These were the famous Chinese amahs of Hong Kong, Singapore and other Southeast Asian centres, devout, down-to-earth and utterly dependable servants with a style all their own. They brought up generations of Hong Kong's most prominent sons and daughters, who will never forget them.

-- "I've worked for three generations in this family. I have worked for them for 50 years now" -- Leong Ah Hou

After a lifetime's service they would retire, using their savings to join a vegetarian hall and live out the rest of their days in peace with their sisters.

This highly personable segment of Hong Kong's culture and history has vanished in the last 20 years -- now "amah" means a Filipina maid.

But there are still some old Chinese amahs left, and some may still even be working for their families, old but capable, and much-loved. Retired amahs are still to be found in vegetarian halls in the New Territories and Lantau Island. A hall attached to a Taoist temple in Mui Wo on Lantau is one of the few places where you can still hear genuine pidgin English spoken.

Chat Suk, our neighbour at the Beach House, is 85, but he still doesn't need spectacles to read his newspaper. His mother used to raise silkworms in their village in Guangdong Province to help the family income. When he was a young boy in the 1920s he helped her gather mulberry leaves to feed the worms. He still has some cocoons -- he keeps them as a good-luck charm, a memento of old times.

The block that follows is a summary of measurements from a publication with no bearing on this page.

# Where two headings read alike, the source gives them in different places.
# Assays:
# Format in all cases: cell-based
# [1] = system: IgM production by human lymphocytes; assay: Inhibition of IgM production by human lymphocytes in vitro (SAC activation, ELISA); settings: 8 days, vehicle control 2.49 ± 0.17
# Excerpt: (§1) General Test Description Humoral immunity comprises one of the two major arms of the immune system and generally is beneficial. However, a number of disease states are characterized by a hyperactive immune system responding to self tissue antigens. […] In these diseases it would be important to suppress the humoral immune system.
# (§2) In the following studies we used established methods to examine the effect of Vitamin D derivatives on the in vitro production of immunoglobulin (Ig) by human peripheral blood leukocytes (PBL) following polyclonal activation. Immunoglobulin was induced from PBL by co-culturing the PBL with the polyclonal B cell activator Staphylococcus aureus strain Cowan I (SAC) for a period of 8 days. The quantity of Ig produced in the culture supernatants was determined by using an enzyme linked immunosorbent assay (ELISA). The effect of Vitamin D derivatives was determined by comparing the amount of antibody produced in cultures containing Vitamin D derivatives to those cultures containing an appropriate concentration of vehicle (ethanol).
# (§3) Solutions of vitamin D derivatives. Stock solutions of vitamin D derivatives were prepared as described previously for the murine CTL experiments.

Not all the women went to the halls. Round the corner from the Handmade Projects headquarters at the Beach House in Pui O on Lantau is a ruined farm where a retired amah named Lui Ying lived in a small cottage, growing vegetables and tending her fruit trees and the ducks swimming in the pond she'd made by damming a stream. There were even a few carp in the pond. She died in the late 1980s. Her grave is in the woods nearby, a peaceful scene.

There is an old Buddhist shrine on a mountainside in Lantau Island with a stone shrine-keeper's cottage beside it where an old woman lives. She was sold as a child in China and taken to Singapore as a slave girl, but she escaped and returned to Hong Kong. She's lived at the shrine for the last 60 years. She has a really beautiful smile.

The project

Project goal:

  • To compile a multi-media database chronicling these women, their origins, and their lives
  • To publish the database on the Internet as an educational and general resource
  • To use the database as an interactive Internet tool to gain further contributions so that the resource keeps expanding.

This is a multi-level and multi-disciplinary exercise, with the following components:

Library research

For secondary grades

  • Research in local libraries and in libraries abroad, via the Internet, with students learning to use Internet search engines and research tools
  • The project can be extended from Hong Kong, first to institutions in Guangdong and elsewhere in China, and globally: Chinese amahs went everywhere, to Southeast Asia, Sydney and San Francisco, while international scholars have studied China's silk boom in depth.

Social research

For all levels